The Slaves Narratives.Slavery had long been practiced in Africa, but it increased crimes and injustices to humanity by the white slaveholders. All of these narrators (authors) have undergone various hardships in making them who they are – A free person. It exposes the dangers and calamities of slaveholders and also emphasizes the traditional religious ideas of loving your neighbor as yourself, and doing unto others what you want them to do onto you. Venture Smith was an uneducated slave, whom autobiography (The life and Adventures of Venture) was written by one else. His life reveals the harshness of slavery in New England. He was born of a prince of the tribe of Dukandarra around 1729 in West Africa, but was a resident over sixty years in the United States of America. Family separation, marauding invaders and his father’s death by torture acquire young Broteer (Africa name) before he was sold into slavery to Barbados, in West Indies. Two hundred and sixty slaves boarded the ship, not more than two hundred made it to land because of small pox outbreak He got married and at age twenty-two he made a failed attempt to escape. He was sold three times by his master, until the last master allowed him to buy himself at age 36. He amassed considerable wealth in an effort to garner security, independence, respect and just treatment. He has 3sons and a daughter but the eldest son and daughter died leaving him with two of the son and wife. Olaudah Equiano wrote his autobiography (Narrative of the Life of Olaudah Equiano) himself, without the aid of white ghostwriters. He was able to recount his experiences of bondage and freedom. He was able to recount how his home setting looking like, how sacred some things are like libation, committing adultery, snakes, etc are. Harriet Jacobs was the first woman to author a slave narrative in USA – The incidents in the life of a slave Girl. She was born slave, but never knew the pains and sorrows till she was given...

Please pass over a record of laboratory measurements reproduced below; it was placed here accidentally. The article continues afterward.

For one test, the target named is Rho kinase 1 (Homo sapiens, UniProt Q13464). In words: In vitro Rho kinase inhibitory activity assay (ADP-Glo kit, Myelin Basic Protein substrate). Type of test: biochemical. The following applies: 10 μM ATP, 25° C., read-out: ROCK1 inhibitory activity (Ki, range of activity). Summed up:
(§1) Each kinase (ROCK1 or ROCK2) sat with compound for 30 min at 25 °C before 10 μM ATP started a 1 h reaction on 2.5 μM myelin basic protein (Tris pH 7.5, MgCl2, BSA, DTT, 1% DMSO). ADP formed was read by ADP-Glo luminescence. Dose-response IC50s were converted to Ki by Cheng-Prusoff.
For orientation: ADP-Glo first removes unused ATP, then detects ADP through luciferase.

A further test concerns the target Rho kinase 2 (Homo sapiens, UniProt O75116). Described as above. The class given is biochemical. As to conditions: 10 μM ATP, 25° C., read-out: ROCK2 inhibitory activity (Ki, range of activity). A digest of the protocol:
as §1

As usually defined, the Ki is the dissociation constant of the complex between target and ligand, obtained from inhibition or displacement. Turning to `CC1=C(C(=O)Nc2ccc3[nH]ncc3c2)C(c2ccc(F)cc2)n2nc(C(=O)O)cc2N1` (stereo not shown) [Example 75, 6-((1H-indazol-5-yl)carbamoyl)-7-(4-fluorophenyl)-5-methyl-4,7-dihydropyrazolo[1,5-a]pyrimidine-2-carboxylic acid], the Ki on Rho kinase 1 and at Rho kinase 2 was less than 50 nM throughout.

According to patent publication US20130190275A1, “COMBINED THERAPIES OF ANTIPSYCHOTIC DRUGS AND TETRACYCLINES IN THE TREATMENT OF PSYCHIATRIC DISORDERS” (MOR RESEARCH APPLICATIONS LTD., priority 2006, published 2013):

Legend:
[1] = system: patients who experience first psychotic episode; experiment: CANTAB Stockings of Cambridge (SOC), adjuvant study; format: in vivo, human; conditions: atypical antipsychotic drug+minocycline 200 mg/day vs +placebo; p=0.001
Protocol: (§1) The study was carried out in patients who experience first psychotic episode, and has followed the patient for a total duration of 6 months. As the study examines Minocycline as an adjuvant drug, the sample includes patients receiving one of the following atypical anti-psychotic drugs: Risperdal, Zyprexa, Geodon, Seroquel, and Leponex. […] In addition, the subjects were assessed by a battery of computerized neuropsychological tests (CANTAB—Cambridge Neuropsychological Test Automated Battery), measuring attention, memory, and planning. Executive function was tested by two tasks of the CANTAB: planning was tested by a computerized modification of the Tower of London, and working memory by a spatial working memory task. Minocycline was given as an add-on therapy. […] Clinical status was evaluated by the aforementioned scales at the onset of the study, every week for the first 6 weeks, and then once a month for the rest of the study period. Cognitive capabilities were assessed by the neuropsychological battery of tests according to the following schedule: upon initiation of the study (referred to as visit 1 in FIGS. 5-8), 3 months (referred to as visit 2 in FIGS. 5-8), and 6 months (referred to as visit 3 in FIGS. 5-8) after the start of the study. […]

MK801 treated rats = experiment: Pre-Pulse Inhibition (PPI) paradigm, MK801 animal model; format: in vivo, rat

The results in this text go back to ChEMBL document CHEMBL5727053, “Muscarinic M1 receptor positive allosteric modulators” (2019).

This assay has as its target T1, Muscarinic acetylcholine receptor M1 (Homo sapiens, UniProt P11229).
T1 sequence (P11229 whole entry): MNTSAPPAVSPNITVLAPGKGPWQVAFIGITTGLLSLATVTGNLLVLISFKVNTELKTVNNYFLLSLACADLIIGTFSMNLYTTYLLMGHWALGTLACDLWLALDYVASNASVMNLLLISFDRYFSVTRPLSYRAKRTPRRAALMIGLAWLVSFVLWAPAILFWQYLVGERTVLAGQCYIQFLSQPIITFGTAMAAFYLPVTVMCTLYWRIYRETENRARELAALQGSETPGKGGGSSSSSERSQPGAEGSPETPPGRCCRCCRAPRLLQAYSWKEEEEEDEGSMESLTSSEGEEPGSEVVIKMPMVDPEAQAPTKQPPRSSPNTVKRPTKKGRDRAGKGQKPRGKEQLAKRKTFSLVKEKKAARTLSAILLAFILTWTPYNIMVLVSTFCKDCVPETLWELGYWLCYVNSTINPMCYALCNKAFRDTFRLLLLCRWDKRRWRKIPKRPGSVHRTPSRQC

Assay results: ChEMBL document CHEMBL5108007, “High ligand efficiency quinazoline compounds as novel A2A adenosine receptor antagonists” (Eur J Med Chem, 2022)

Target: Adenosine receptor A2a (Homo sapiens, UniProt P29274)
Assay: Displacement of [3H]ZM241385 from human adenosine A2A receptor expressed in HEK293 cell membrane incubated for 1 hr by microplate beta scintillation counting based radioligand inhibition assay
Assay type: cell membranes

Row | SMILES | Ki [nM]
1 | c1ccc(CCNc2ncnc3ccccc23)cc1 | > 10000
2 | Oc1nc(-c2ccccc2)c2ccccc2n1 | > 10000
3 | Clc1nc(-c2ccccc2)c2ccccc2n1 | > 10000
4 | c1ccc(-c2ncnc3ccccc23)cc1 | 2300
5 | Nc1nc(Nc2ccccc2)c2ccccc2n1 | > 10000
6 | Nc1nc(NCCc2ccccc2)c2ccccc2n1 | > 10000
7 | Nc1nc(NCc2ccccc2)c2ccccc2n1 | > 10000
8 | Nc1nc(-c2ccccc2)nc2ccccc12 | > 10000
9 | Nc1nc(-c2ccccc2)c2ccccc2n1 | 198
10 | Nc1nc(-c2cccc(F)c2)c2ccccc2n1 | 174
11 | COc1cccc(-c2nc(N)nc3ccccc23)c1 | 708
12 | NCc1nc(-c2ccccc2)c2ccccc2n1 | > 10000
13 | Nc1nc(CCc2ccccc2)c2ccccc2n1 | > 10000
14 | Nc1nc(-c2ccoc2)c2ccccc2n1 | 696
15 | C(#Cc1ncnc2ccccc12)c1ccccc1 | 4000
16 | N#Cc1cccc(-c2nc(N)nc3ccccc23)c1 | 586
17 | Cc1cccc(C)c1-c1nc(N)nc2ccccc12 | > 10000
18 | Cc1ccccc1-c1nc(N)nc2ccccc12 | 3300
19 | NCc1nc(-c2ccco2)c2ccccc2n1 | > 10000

Cited: Henry Louis G Jr, and Nellie McKay Y. The Norton Anthology of AFRICAN AMERICAN LITERATION. 2nd Ed .W.W. Norton &Company, Inc 2004. 168-170, 187-212, 279-310.
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